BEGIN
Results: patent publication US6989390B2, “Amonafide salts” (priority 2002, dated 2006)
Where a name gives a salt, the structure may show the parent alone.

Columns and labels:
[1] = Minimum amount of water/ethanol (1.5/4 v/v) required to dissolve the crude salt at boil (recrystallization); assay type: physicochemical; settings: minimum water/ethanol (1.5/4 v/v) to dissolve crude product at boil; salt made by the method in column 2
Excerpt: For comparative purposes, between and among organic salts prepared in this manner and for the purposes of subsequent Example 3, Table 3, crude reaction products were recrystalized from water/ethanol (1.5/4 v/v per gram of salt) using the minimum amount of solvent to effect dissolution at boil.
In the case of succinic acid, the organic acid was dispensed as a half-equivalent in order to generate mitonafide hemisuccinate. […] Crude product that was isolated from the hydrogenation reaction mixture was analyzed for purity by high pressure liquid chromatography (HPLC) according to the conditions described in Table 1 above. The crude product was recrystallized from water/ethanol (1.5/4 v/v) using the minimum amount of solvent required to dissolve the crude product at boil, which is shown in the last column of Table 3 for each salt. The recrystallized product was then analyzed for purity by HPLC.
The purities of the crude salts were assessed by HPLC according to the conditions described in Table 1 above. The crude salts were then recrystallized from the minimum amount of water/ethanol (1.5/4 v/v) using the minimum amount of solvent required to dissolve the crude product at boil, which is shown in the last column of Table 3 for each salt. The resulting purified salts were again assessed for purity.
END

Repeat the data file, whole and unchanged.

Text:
Results: patent publication US6989390B2, “Amonafide salts” (priority 2002, dated 2006)
Where a name gives a salt, the structure may show the parent alone.

Columns and labels:
[1] = Minimum amount of water/ethanol (1.5/4 v/v) required to dissolve the crude salt at boil (recrystallization); assay type: physicochemical; settings: minimum water/ethanol (1.5/4 v/v) to dissolve crude product at boil; salt made by the method in column 2
Excerpt: For comparative purposes, between and among organic salts prepared in this manner and for the purposes of subsequent Example 3, Table 3, crude reaction products were recrystalized from water/ethanol (1.5/4 v/v per gram of salt) using the minimum amount of solvent to effect dissolution at boil.
In the case of succinic acid, the organic acid was dispensed as a half-equivalent in order to generate mitonafide hemisuccinate. […] Crude product that was isolated from the hydrogenation reaction mixture was analyzed for purity by high pressure liquid chromatography (HPLC) according to the conditions described in Table 1 above. The crude product was recrystallized from water/ethanol (1.5/4 v/v) using the minimum amount of solvent required to dissolve the crude product at boil, which is shown in the last column of Table 3 for each salt. The recrystallized product was then analyzed for purity by HPLC.
The purities of the crude salts were assessed by HPLC according to the conditions described in Table 1 above. The crude salts were then recrystallized from the minimum amount of water/ethanol (1.5/4 v/v) using the minimum amount of solvent required to dissolve the crude product at boil, which is shown in the last column of Table 3 for each salt. The resulting purified salts were again assessed for purity.